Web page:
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Two Radios in one — Dave's #23 Crystal Radio

Dave's 23rd crystal set

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Here I take a new step in my crystal set building with this interesting radio. This crystal set uses two of my favorite circuits. It also uses a basket weave type coil. More on this later.

I would like to bring to your attention the circuit diagram below. There are two circuits that I have favored. First is the series-parallel tuning with one coil, such as in my set #12 and others. The selectivity is controlled by the series tuning capacitor. The circuit resonance is controlled by the parallel capacitor. By careful adjustment of the two capacitors, a good balance between selectivity and sensitivity can be achieved.

One bad feature of a single coil radio is the inadvertent pickup of shortwave stations. This is called "ghosting". A double coil receiver filters out this undesirable reception. By changing the switch position, another coil is placed in the circuit. This circuit acts like my #6 radio (in the series tuned switch position). The first capacitor becomes part of a series tuned circuit with the antenna coil. The rf is inductively coupled to the detector coil. My design allows for variable physical separation or coupling of the two coils. It is sensitivity vs. selectivity. Moving the coils closer does increase the volume, but the selectivity is impaired. There is no free lunch, as they say.

The basket weave coil that I mentioned earlier is called a rook coil. There is information there on how to obtain or build a coil form to wind these coils. It is very easy to make coils this way. However the coils are a little delicate and require some gluing. They do look pretty cool. The antenna coil is wound with 40 strand of 38 gauge litz and the detector coil is wound with 3/22/38 gauge litz. I chose the smaller litz for the antenna coil so there would be fewer windings, thus a smaller coil. The antenna coil has an inductance of 240 microhenries. The coil form diameter is slightly larger than 4 inches and has 43 turns of wire. The detector coil has 40 turns with a diode tap at 25 turns This coil measures around 210 uh.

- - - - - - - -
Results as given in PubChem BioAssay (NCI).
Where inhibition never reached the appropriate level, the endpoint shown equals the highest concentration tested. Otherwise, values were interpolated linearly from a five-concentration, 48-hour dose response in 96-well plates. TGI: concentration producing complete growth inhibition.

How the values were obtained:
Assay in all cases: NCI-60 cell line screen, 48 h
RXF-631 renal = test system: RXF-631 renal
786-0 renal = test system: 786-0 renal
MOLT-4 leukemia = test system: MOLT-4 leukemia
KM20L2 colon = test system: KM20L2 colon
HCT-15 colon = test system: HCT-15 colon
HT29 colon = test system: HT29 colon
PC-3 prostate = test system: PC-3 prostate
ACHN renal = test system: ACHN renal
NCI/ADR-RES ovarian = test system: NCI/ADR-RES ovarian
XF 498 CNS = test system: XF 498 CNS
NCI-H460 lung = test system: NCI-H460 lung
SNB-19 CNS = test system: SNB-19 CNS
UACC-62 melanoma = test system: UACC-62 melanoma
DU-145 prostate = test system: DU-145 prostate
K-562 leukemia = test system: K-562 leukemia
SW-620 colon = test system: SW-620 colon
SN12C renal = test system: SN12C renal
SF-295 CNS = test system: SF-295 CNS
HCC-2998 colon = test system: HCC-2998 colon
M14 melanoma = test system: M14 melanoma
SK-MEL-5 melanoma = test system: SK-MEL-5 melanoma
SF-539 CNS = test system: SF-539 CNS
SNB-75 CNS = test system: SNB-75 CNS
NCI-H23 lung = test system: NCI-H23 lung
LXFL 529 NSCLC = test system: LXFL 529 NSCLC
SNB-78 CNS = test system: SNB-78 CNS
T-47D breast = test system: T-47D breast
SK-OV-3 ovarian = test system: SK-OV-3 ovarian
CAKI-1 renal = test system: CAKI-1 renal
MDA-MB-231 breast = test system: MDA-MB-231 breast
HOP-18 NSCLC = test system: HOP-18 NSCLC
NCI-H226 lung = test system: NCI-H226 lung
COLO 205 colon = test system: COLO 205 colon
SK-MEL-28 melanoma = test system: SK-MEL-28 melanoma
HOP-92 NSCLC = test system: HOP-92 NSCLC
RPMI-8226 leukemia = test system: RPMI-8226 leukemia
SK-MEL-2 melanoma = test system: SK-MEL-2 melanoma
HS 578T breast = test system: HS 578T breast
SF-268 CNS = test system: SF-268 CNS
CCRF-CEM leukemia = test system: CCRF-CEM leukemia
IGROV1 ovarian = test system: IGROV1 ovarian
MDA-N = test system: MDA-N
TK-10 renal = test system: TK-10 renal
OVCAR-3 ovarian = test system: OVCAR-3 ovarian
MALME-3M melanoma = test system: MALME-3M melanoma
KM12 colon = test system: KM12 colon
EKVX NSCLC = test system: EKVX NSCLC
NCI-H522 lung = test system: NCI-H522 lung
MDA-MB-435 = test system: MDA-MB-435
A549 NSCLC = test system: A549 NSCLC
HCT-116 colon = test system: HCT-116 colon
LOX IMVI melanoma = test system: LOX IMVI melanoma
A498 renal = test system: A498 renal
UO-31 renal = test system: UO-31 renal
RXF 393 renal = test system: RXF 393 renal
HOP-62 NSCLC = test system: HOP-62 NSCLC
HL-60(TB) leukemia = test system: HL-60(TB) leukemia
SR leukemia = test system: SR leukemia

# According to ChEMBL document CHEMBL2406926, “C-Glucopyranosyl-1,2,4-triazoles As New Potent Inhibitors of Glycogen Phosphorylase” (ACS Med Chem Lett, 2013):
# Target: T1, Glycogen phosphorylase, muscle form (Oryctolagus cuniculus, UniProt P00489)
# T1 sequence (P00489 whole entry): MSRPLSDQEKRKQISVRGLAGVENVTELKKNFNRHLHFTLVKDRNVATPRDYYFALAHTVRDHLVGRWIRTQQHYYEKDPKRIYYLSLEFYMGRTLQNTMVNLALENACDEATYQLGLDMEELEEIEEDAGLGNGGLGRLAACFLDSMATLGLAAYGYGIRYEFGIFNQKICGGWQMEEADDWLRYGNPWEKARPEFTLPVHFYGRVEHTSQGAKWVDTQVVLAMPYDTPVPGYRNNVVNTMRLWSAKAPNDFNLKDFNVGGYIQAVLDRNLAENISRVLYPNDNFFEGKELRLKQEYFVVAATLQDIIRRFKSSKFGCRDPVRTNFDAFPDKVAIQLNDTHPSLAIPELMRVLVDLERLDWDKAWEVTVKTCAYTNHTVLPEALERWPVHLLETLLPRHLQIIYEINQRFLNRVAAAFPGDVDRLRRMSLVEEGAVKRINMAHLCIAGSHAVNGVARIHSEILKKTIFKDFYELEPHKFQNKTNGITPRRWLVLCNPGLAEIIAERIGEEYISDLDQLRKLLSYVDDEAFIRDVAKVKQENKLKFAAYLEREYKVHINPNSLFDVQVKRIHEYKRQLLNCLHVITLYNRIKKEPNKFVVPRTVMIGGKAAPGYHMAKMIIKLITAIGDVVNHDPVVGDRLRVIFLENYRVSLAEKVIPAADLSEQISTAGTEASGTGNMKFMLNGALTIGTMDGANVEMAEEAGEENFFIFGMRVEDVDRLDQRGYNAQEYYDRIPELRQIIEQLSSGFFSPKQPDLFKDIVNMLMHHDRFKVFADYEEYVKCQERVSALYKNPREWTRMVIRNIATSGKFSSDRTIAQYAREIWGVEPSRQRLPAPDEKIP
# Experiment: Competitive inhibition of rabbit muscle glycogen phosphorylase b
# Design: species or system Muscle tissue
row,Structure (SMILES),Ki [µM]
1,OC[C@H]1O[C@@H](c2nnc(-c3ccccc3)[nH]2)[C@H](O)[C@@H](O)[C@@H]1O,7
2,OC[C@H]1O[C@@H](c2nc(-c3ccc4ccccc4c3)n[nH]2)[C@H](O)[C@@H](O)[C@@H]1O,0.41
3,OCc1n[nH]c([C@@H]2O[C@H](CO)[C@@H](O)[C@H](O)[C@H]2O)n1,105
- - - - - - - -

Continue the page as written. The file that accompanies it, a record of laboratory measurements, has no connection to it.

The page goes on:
Of special note is the little track I built to slide the antenna coil. I used the same method to hold the coils as in my #16 set. The wood blocks are 2 inches long and 1/2 inch square. The wooden dowel rods are 10 inches long and 3/16 inch in diameter. The diameter of the rod is just right for holding the coil. The antenna coil can be slid several inches to adjust the coupling of the two coils. If you are in the big city you might want to have the coils further apart, but if you are in the sticks, you might want to slide them closer. The only downside that I see to this arrangement is that a lot of adjusting could wear the litz coils. Perhaps some plastic tubing (soda straws) could be inserted between the dowel and the windings to eliminate this possible problem.

For switching the circuit, I used my familiar brass link technique. They just look neat. The front panel material is Garolite®. I use wide masking tape over the face to lay out where the holes should be drilled. This works very well. I use a forstner bit to make the half inch holes for the variable capacitors.

This radio tunes quite well. It looks like this one covers the whole band, but around here there is nothing below 660 khz, so I am not certain. The basket weave coils have low internal capacitance, so the tuning range is wider than with cylinder coils. The 38 gauge litz is somewhat large for this frequency, but the wire does work very well when wound on a rook coil form.

Go ahead and build this radio. I don't think you will be sorry that you did. Best wishes and good DX. Dave - N2DS

Crystal Radio #23 Schematic


Crystal Radio #23 Coil Taps and switch   Crystal Radio #23 Coil tap solder connections

Inside views with closeup of coil

Crystal Radio #23 Back View   Crystal Radio #23 Side View

Back and side views showing the rook coils.

Closeout Radio Parts Available